The National Education Association opposes all testing of teachers. Although the Classroom Teachers of Dallas is an affiliate of the NEA, it has taken a less extreme position. It had to. Many of its members clearly approve of the use of the Wesman test for applicants. They are decently proud of their competence, and they too wonder what’s happening to teachers. Ada Williams, the president of the CTD, has said that her organization will oppose the Wesman, or any test at all, should it be used as “the sole qualification for employment, promotion, demotion, transfer, or retention.” Since that is patently not the case—it is only one of eleven criteria for hiring—the few noises made at the CTD seem intended merely to comfort those first-year teachers who don’t believe Santillo when he says that their scores will be used for statistical purposes only. Ada Williams must believe Santillo, because the testing of current teachers for the purpose of evaluation is something that an NEA organization, even in Texas where unions walk softly, could not tolerate. Anyway, the superintendent has said that such a thing will never happen in Dallas. Indeed, if Webster is right in thinking that five or six hundred new good teachers every year will soon make significant changes in the quality of the teaching in general, it won’t have to happen.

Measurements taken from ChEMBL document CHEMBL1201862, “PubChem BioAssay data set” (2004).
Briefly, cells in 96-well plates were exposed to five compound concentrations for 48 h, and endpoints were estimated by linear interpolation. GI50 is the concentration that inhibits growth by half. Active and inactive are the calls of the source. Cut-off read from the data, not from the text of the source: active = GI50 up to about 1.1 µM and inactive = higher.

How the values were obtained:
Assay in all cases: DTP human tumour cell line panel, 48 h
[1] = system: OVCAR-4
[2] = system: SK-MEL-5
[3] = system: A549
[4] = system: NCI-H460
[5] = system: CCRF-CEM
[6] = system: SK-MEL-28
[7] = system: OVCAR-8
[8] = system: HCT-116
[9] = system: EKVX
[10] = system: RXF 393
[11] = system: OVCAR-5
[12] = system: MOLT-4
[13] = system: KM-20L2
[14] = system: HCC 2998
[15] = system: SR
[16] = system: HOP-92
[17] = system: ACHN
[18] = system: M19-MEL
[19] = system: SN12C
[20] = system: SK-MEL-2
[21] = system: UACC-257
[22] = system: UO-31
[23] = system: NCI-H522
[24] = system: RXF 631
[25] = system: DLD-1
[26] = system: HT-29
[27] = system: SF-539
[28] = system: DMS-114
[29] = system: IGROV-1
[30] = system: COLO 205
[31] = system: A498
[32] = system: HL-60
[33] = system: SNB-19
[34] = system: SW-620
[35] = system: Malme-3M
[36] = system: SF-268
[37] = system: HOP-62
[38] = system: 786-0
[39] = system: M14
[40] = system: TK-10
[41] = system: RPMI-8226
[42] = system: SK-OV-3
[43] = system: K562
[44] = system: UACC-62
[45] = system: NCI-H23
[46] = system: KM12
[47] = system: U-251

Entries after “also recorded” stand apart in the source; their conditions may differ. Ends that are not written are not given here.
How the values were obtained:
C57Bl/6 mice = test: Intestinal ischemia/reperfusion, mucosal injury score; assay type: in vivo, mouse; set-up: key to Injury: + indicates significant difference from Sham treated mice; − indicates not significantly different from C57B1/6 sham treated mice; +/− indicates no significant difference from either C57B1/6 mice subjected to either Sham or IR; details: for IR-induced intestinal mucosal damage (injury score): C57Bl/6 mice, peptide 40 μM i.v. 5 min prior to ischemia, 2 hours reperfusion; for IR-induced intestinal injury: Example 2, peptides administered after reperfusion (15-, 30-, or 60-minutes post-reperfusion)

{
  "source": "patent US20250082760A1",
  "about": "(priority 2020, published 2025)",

It isn’t only the majority of the current teachers who approve of giving the Wesman test to applicants; most of the applicants seem to approve. In the waiting room of the DISD personnel department one young woman about to be tested admitted that she was nervous, but said that she could see no reason why a teacher should not be expected to demonstrate superior verbal and mathematical abilities. Another had just taken the test. Did she mind? “Why should I? I’m supposed to be a teacher.”

Some do have a different view, however. “I feel like it’s a way of eliminating certain people from the classroom,” said one. “I think it’s a way of eliminating minorities.” It is true that among both first-year teachers and applicants, Anglos (that’s what they call them in Dallas) as a group do better than Mexican-Americans or blacks, although there are very high and very low individual scores in every group. It is also true that culturally slanted questions can be found on some standardized tests, but even the objectors cannot find any on the Wesman. Ada Williams, a onetime music teacher who still speaks with the elegant grace of a singer, is herself black, but she does not see the test as a device for the elimination of minorities. She does see its results as another proof that minorities have traditionally been slighted in the schools, and about that there is no quarrel in Dallas. Indeed, some see those very results as a further argument in favor of the new hiring program. If the black and Mexican-American applicants of the future are to do as well as their white classmates, they’ll need the very best teachers they can have.